Years ago back when I worked in cubicle land, we were hiring junior software developers. They didn’t have to have a ton of experience, just a willingness to learn, and some demonstration of their software skills. Like: show me a program you wrote (any language) or a web site you designed. Anything.
And there was this one guy I talked with who seemed super sharp, but had virtually zero experience writing software. When it came time to do the show-n-tell part of the interview he whips out his laptop, brings up a website, and spins it around to show me what he made.
A website of tiny ceramic frogs.
Not for sale. Just… all these ceramic frogs, organized into categories. Frogs on bicycles, frogs with hats, frogs sitting on lily pads. It was a virtual museum of ceramic frogs in web form.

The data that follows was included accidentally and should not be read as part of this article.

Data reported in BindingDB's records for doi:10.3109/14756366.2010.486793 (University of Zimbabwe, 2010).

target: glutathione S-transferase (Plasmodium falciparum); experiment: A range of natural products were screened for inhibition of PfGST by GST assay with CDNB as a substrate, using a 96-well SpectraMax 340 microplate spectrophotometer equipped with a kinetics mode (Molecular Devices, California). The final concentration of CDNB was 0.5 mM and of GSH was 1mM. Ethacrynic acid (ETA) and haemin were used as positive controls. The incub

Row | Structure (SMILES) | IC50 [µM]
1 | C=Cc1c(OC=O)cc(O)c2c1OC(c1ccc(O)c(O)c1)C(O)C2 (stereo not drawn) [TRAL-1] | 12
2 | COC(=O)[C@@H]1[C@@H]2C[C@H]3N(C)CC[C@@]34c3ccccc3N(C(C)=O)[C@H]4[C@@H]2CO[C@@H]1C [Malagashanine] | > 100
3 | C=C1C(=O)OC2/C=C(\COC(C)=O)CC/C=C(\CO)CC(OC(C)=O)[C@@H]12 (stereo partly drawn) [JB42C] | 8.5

I scrolled through his online collection of frogs, slightly baffled.
“This is your website?” I asked finally.
“You coded this yourself?” I popped into view-source mode and poked around some incredibly well-formatted, well-commented html. I nodded slowly. This guy was meticulous.
“So… where’d all the frogs come from?”
“I made those too,” he says, beaming.
And while I’m processing this he rummages in his bag and pulls out a little ceramic frog working at a computer terminal. He places it on the table before us, next to the laptop.
“And THIS one,” he says, “I made for you! As a thank you for the interview.”
It was adorable. I hired him on the spot. I mean, why not? Worst case he’d wash out in 90 days and we’d hire somebody else. He turned out to be one of the best developers on our team.
And yes, his cubicle was loaded with ceramic frogs.